1. Given all the trouble I have naming things, I'm really glad I haven't had to do any cache-invalidation yet.


Summer of Data Science 2017 - Update 1

My dataset/corpus is coming together.

It was relatively easy to create a set of text files from the articles I’d saved to Evernote. It’s taking more time to collect a set of articles that I didn’t find interesting enough to save. I’ll make that easier in the future by automatically saving all the articles that pass through my feed reader, but for now I’m grabbing copies from CommonCrawl. This saves me the trouble of crawling dozens of different websites, but I still have to search the CommonCrawl index to find articles among everything else in the index from each site.

I created a list of all the site I’d saved at least one article from, then I downloaded the CommonCrawl index records for each site from the last two years. Next I filtered the records to include only pages that were likely to be articles (e.g., no ‘about’ or ‘contact’ pages, etc.). I took a random sample of up to 100 of the records remaining for each site and downloaded the WARC records, and then extracted and saved each article’s text. I’ll make all the code available once I’ve polished it a little.

The next step will be to explore the dataset a little before diving into topic analysis.


Summer of Data Science 2017

Goal: To launch* my learn’ed system for coping with the information firehose

I heard about the Summer of Data Science 2017 recently and decided to join in. I like learning by doing so I chose a personal project as the focus of my efforts to enhance my data science skills.

For the past forever I’ve been stopping and starting one side-project in particular. It’s a system that searches and filters many sources of information to provide me with articles/papers/web pages relevant to my interests. It will use NLP and machine learning to model my interests and to predict whether I’m likely to find a new article worthwhile. Like a recommender system but just for me, because I’m selfish. Something like Winds. The idea is to collect all the articles I read/skim/ignore via an RSS reader, and tag those I find interesting. And to build up a Zotero collection of papers of several degrees of quality and interest. Those tagged and untagged articles and papers will comprise my datasets. There is a lot more to this project, but that’s the core of it.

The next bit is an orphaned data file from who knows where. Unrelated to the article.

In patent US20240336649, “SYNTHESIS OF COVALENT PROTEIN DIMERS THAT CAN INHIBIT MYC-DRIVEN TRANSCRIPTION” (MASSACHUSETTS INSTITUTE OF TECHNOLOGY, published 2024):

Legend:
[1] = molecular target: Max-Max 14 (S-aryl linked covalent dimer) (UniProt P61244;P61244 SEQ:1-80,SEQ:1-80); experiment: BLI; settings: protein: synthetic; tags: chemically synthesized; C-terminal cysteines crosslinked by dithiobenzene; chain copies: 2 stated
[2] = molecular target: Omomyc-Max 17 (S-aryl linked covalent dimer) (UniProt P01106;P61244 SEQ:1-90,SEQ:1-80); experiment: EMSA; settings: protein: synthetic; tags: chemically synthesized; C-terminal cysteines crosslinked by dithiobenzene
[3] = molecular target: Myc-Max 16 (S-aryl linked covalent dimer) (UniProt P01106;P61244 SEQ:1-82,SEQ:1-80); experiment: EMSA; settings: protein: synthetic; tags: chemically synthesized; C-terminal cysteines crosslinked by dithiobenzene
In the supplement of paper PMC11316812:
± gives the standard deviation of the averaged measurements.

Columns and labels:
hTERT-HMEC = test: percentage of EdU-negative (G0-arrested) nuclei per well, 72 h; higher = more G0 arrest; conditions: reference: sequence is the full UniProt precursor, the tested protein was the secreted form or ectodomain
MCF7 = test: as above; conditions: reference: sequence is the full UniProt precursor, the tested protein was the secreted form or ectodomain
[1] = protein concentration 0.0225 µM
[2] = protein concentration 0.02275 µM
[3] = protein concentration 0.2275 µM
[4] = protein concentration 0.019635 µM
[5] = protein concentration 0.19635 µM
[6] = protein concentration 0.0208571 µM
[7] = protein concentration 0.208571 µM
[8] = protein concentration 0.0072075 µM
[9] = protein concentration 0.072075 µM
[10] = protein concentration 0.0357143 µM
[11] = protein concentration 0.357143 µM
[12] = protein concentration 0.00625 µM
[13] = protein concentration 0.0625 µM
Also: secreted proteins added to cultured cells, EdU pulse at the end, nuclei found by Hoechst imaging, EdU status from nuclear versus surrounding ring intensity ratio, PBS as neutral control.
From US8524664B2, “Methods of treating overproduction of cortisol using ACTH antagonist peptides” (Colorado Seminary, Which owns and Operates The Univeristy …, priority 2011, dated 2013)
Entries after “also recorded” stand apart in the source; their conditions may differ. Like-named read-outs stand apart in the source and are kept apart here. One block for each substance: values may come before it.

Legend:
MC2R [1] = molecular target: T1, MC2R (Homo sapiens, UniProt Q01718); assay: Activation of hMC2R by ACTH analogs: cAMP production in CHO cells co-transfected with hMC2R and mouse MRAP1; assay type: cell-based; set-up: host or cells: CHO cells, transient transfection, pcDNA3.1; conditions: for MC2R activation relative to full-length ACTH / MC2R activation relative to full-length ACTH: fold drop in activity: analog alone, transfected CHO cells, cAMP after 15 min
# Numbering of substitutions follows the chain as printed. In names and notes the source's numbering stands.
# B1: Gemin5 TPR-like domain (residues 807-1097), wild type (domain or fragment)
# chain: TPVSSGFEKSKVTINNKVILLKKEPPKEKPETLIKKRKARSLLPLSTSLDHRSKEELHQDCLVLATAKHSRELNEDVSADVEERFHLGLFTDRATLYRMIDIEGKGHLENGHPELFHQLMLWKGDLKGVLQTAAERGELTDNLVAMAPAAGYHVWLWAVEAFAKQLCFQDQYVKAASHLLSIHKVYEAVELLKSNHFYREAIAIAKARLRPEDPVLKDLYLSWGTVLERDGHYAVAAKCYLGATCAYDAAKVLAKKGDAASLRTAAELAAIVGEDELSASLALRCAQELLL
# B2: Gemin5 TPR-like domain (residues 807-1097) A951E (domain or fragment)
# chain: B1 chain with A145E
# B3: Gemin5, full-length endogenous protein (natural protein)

My first (mis)step was to begin building an RSS reader than could automatically gather data on my reading habits that I could use to infer interest based on my behaviour; whether I clicked a link to the full article, how long I spent reading an article, whether I shared it, etc. Recently I decided that was not the best use of my time, as it would be much easier to start with explicitly tagged articles–I can start gathering those without creating a new tool. So I’m doing that by saving interesting articles to Evernote. Today I have just under 900. I can use CommonCrawl to get all the articles I didn’t find interesting on the relevant sites (i.e., the articles that would have appeared in my RSS reader, but which I didn’t save).

There are many things I’ll need to do before I’m done, but all of those depend on having a dataset I can analyse. So my next step will be to turn those Evernote notes and other articles into a dataset suitable for consumption by NLP tools. Given the tools available for transforming text-based datasets from one format to another, I’m not going to spend much time choosing a particular format. I’ll start with a set of plain-text copies of each article and associated metadata, and take it from there.

I’ve been less consistent in gathering research papers. I’ve been saving the best papers I’ve stumbled across, but I could do much better by approaching it as a research project, i.e., do a literature review. That’s a huge task so I’ll focus on analysing web articles first.

*I was going to write "complete" but really, it'll always be changing and will probably never be complete. But ready for automated capture and analysis? Sure, I can make that happen.


Hello, World!

Hello, World!

For a programmer this is a mandatory thing. No apologies.